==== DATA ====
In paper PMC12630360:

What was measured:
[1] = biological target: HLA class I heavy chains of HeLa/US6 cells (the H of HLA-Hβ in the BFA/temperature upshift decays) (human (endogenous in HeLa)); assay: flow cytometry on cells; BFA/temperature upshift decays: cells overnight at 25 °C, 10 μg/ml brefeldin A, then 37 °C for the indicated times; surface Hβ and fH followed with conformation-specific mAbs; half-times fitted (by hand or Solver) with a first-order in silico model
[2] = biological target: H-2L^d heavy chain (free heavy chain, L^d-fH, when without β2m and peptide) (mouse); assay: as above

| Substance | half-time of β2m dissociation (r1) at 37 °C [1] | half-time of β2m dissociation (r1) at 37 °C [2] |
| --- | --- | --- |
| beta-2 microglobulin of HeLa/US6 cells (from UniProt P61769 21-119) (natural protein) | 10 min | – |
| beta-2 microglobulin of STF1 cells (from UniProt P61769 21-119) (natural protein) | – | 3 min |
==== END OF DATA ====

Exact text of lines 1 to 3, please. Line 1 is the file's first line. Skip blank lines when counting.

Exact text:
In paper PMC12630360:

What was measured:
[1] = biological target: HLA class I heavy chains of HeLa/US6 cells (the H of HLA-Hβ in the BFA/temperature upshift decays) (human (endogenous in HeLa)); assay: flow cytometry on cells; BFA/temperature upshift decays: cells overnight at 25 °C, 10 μg/ml brefeldin A, then 37 °C for the indicated times; surface Hβ and fH followed with conformation-specific mAbs; half-times fitted (by hand or Solver) with a first-order in silico model